Once the builder hands over the affairs to the society, the managing committee takes over the handling of services. Paying maintenance charges is a valid and preferable arrangement as you don’t have to pay for large amounts of money alone in order to avail common services; the cost is shared by all members. Besides, a reasonable amount of flexibility is offered to members in terms of payment options and frequency.
How are maintenance charges calculated?
For a number of reasons, maintenance charges is a hotly contested topic in housing societies since there seems to be a general ignorance or discontent about how they are determined. As we perused above, each charge has a calculation based in logic, the details of which can be easily availed from the managing committee. But the law doesn’t concern itself with the issues of fair levying of charges as per the size of the residence and the utility of services. However, since the co-operative is a collaborative effort, every resident’s grievance or discomfort is duly noted and rightly resolved by the use of different calculation systems. Let’s explore them in detail.
Charges based on per square feet: This system of calculation is used when the size of apartments are different. Your maintenance charges will depend on the total number of square feet in your apartment. For example, if the committee decides to levy Rs 2 per square feet and your apartment is 600 sq feet, you will pay Rs 1200. But if your apartment is 1200 square feet, you will pay Rs 2400. The downside of this method is that if apartments with larger sizes end up paying on the basis of square feet, they may have to pay a larger share towards maintaining and repairing common services for which smaller-sized apartments will pay less, even though the utility and access may be the same.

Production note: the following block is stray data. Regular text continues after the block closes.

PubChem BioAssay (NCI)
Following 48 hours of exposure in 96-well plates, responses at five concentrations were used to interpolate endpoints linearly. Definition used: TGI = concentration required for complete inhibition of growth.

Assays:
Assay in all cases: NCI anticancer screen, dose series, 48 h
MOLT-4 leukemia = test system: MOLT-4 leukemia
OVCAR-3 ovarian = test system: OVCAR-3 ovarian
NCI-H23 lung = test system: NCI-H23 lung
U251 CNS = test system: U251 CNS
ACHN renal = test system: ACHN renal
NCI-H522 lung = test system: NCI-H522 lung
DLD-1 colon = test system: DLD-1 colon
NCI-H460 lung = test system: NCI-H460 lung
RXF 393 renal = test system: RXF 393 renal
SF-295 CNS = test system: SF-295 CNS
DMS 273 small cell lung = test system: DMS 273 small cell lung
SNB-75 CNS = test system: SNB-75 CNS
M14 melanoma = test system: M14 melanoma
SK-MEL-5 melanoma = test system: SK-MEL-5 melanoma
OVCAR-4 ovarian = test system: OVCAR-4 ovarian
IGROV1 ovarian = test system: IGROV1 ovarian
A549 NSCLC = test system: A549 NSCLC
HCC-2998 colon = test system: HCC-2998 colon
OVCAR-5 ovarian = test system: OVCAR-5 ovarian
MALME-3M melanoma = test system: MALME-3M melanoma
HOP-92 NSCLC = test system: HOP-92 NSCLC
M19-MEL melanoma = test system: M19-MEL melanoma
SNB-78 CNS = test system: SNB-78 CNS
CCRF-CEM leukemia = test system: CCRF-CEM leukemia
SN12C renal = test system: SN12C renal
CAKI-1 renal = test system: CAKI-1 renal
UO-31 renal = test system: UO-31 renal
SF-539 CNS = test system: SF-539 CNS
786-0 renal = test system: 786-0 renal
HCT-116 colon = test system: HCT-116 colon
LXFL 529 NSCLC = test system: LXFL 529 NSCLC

Equal Fee: This is the ideal method to calculate maintenance charges when the sizes of all apartments is either exactly the same or approximately the same. In this method, the total maintenance charge to be collected per month is added and then equally divided among all residents, thus ensuring a fair and square deal for all. This is simple to calculate and dispute-free but does not appear as an impartial method if the apartment sizes are largely diverse from one another.
Hybrid fee: This method is a combination of the above two types, doing away the need to choose one or the other, thus providing absolutely fair treatment to all members. In such a method, square feet based charges are applied to one clubbed component, say repair and maintenance charges and sinking fund. At the same time, equal fee calculation is applied to the other categories of charges such as service fees, lift expenses. Categories other than that already have specific and precise corresponding guidelines given in the model bye-laws. Applying a hybrid method is highly effective in case of fair and unbiased distribution of maintenance charges.
How often do you have to pay maintenance charges?
There are four payment cycles you can adopt – they are (1) annual (2) bi-annual (3) quarterly (4) monthly payment cycles. Housing societies decide upon one of these payment frequencies at the very initial stage and can make changes later. They have to consider factors such as timely payments of service/utilities, how many members are willing to pay maintenance in bulk amounts and ultimately, which is the easiest payment frequency with respect to collection and record-keeping.
It is always recommended to stay on top of your maintenance charges to avoid late payments, which result in added interest. Paying your maintenance charges on time also establishes you as a responsible resident. However, be sure to examine any expenses that look out of place and bring them to the management’s notice promptly.